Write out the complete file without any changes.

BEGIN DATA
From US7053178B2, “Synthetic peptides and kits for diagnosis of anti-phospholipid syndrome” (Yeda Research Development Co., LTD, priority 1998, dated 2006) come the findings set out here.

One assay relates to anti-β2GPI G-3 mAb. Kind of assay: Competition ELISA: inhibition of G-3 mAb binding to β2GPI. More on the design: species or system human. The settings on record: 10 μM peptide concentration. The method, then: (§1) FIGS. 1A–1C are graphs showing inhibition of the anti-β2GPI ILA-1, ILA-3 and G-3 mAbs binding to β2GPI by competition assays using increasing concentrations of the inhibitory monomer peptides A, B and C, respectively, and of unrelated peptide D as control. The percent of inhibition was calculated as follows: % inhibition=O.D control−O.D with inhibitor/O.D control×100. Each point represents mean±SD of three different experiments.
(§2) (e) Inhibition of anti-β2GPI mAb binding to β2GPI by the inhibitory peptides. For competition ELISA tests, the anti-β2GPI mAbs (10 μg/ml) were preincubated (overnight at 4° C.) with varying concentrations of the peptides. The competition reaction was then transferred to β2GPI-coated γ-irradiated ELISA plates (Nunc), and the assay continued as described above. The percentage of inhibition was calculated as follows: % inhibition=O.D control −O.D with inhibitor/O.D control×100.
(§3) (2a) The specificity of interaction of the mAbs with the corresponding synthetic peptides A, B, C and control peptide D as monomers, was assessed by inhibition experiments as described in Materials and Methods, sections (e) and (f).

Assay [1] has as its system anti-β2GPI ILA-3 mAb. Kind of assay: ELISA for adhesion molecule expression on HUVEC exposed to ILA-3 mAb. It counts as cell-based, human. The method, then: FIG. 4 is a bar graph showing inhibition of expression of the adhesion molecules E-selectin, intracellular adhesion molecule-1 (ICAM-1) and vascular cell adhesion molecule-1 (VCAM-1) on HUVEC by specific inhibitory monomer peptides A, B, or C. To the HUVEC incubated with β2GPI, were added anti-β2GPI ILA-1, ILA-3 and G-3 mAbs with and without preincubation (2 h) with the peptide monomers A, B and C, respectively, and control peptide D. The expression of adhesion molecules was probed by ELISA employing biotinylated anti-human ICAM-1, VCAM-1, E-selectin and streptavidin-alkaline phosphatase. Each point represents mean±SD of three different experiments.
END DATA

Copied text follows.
From US7053178B2, “Synthetic peptides and kits for diagnosis of anti-phospholipid syndrome” (Yeda Research Development Co., LTD, priority 1998, dated 2006) come the findings set out here.

One assay relates to anti-β2GPI G-3 mAb. Kind of assay: Competition ELISA: inhibition of G-3 mAb binding to β2GPI. More on the design: species or system human. The settings on record: 10 μM peptide concentration. The method, then: (§1) FIGS. 1A–1C are graphs showing inhibition of the anti-β2GPI ILA-1, ILA-3 and G-3 mAbs binding to β2GPI by competition assays using increasing concentrations of the inhibitory monomer peptides A, B and C, respectively, and of unrelated peptide D as control. The percent of inhibition was calculated as follows: % inhibition=O.D control−O.D with inhibitor/O.D control×100. Each point represents mean±SD of three different experiments.
(§2) (e) Inhibition of anti-β2GPI mAb binding to β2GPI by the inhibitory peptides. For competition ELISA tests, the anti-β2GPI mAbs (10 μg/ml) were preincubated (overnight at 4° C.) with varying concentrations of the peptides. The competition reaction was then transferred to β2GPI-coated γ-irradiated ELISA plates (Nunc), and the assay continued as described above. The percentage of inhibition was calculated as follows: % inhibition=O.D control −O.D with inhibitor/O.D control×100.
(§3) (2a) The specificity of interaction of the mAbs with the corresponding synthetic peptides A, B, C and control peptide D as monomers, was assessed by inhibition experiments as described in Materials and Methods, sections (e) and (f).

Assay [1] has as its system anti-β2GPI ILA-3 mAb. Kind of assay: ELISA for adhesion molecule expression on HUVEC exposed to ILA-3 mAb. It counts as cell-based, human. The method, then: FIG. 4 is a bar graph showing inhibition of expression of the adhesion molecules E-selectin, intracellular adhesion molecule-1 (ICAM-1) and vascular cell adhesion molecule-1 (VCAM-1) on HUVEC by specific inhibitory monomer peptides A, B, or C. To the HUVEC incubated with β2GPI, were added anti-β2GPI ILA-1, ILA-3 and G-3 mAbs with and without preincubation (2 h) with the peptide monomers A, B and C, respectively, and control peptide D. The expression of adhesion molecules was probed by ELISA employing biotinylated anti-human ICAM-1, VCAM-1, E-selectin and streptavidin-alkaline phosphatase. Each point represents mean±SD of three different experiments.